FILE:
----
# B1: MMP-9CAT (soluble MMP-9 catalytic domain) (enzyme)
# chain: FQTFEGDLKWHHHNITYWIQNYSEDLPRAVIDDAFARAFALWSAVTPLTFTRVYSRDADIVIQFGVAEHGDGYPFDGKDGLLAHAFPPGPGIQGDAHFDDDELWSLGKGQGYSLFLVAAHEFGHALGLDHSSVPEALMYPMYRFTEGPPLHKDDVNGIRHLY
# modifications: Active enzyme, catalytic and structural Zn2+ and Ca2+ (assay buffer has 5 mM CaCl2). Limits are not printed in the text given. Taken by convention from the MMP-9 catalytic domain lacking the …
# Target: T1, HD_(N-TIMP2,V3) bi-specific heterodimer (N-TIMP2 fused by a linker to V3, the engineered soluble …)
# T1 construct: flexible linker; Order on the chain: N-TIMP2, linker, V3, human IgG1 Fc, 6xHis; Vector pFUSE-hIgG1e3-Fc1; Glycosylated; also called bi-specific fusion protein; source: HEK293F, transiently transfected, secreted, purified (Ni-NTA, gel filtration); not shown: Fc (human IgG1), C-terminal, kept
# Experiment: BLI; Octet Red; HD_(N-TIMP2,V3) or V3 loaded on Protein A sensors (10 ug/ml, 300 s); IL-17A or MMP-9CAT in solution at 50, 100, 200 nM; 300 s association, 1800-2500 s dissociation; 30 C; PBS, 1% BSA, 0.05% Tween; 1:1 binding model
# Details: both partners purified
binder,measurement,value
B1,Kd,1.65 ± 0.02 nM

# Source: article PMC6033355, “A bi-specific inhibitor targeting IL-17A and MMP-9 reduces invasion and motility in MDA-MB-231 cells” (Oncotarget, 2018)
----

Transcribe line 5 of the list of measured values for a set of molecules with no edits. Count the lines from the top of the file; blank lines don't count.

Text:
# T1 construct: flexible linker; Order on the chain: N-TIMP2, linker, V3, human IgG1 Fc, 6xHis; Vector pFUSE-hIgG1e3-Fc1; Glycosylated; also called bi-specific fusion protein; source: HEK293F, transiently transfected, secreted, purified (Ni-NTA, gel filtration); not shown: Fc (human IgG1), C-terminal, kept